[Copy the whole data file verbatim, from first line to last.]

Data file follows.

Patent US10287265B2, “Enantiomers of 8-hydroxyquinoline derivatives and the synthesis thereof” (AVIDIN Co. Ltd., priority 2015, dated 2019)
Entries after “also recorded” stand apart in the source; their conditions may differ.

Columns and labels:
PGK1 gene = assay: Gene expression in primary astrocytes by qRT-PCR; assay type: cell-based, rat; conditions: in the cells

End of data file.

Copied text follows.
Patent US10287265B2, “Enantiomers of 8-hydroxyquinoline derivatives and the synthesis thereof” (AVIDIN Co. Ltd., priority 2015, dated 2019)
Entries after “also recorded” stand apart in the source; their conditions may differ.

Columns and labels:
PGK1 gene = assay: Gene expression in primary astrocytes by qRT-PCR; assay type: cell-based, rat; conditions: in the cells